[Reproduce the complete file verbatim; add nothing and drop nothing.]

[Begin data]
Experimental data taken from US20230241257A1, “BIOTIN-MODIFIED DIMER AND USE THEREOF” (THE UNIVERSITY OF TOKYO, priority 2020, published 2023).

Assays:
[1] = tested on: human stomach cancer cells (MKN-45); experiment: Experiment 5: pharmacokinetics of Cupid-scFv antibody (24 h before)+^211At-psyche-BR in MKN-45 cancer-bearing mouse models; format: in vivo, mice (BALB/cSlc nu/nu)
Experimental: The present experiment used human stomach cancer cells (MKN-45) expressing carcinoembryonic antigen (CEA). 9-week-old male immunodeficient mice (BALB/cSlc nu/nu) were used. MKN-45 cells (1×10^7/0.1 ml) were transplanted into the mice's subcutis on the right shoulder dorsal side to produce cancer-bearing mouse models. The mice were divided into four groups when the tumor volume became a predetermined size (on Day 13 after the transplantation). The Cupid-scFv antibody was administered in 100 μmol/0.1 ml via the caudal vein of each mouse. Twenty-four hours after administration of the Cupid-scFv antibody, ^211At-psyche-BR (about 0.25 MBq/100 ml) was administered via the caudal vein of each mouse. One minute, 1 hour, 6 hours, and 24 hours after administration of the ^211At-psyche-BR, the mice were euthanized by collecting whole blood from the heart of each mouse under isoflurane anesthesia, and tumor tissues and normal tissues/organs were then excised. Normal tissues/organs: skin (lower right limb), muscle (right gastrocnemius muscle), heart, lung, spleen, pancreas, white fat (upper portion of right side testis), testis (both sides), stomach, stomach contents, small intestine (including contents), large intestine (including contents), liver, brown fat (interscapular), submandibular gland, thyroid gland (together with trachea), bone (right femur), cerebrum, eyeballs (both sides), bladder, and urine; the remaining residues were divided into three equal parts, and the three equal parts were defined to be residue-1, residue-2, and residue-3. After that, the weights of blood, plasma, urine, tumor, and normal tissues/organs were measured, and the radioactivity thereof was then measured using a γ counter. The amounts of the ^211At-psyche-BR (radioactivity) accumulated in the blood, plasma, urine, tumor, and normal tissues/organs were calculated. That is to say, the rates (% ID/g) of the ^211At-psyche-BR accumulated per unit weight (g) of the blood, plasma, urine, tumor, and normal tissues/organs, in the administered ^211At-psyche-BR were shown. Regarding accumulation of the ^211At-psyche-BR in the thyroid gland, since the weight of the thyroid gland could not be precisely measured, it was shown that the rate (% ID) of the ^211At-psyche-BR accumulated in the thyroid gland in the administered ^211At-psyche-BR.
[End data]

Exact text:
Experimental data taken from US20230241257A1, “BIOTIN-MODIFIED DIMER AND USE THEREOF” (THE UNIVERSITY OF TOKYO, priority 2020, published 2023).

Assays:
[1] = tested on: human stomach cancer cells (MKN-45); experiment: Experiment 5: pharmacokinetics of Cupid-scFv antibody (24 h before)+^211At-psyche-BR in MKN-45 cancer-bearing mouse models; format: in vivo, mice (BALB/cSlc nu/nu)
Experimental: The present experiment used human stomach cancer cells (MKN-45) expressing carcinoembryonic antigen (CEA). 9-week-old male immunodeficient mice (BALB/cSlc nu/nu) were used. MKN-45 cells (1×10^7/0.1 ml) were transplanted into the mice's subcutis on the right shoulder dorsal side to produce cancer-bearing mouse models. The mice were divided into four groups when the tumor volume became a predetermined size (on Day 13 after the transplantation). The Cupid-scFv antibody was administered in 100 μmol/0.1 ml via the caudal vein of each mouse. Twenty-four hours after administration of the Cupid-scFv antibody, ^211At-psyche-BR (about 0.25 MBq/100 ml) was administered via the caudal vein of each mouse. One minute, 1 hour, 6 hours, and 24 hours after administration of the ^211At-psyche-BR, the mice were euthanized by collecting whole blood from the heart of each mouse under isoflurane anesthesia, and tumor tissues and normal tissues/organs were then excised. Normal tissues/organs: skin (lower right limb), muscle (right gastrocnemius muscle), heart, lung, spleen, pancreas, white fat (upper portion of right side testis), testis (both sides), stomach, stomach contents, small intestine (including contents), large intestine (including contents), liver, brown fat (interscapular), submandibular gland, thyroid gland (together with trachea), bone (right femur), cerebrum, eyeballs (both sides), bladder, and urine; the remaining residues were divided into three equal parts, and the three equal parts were defined to be residue-1, residue-2, and residue-3. After that, the weights of blood, plasma, urine, tumor, and normal tissues/organs were measured, and the radioactivity thereof was then measured using a γ counter. The amounts of the ^211At-psyche-BR (radioactivity) accumulated in the blood, plasma, urine, tumor, and normal tissues/organs were calculated. That is to say, the rates (% ID/g) of the ^211At-psyche-BR accumulated per unit weight (g) of the blood, plasma, urine, tumor, and normal tissues/organs, in the administered ^211At-psyche-BR were shown. Regarding accumulation of the ^211At-psyche-BR in the thyroid gland, since the weight of the thyroid gland could not be precisely measured, it was shown that the rate (% ID) of the ^211At-psyche-BR accumulated in the thyroid gland in the administered ^211At-psyche-BR.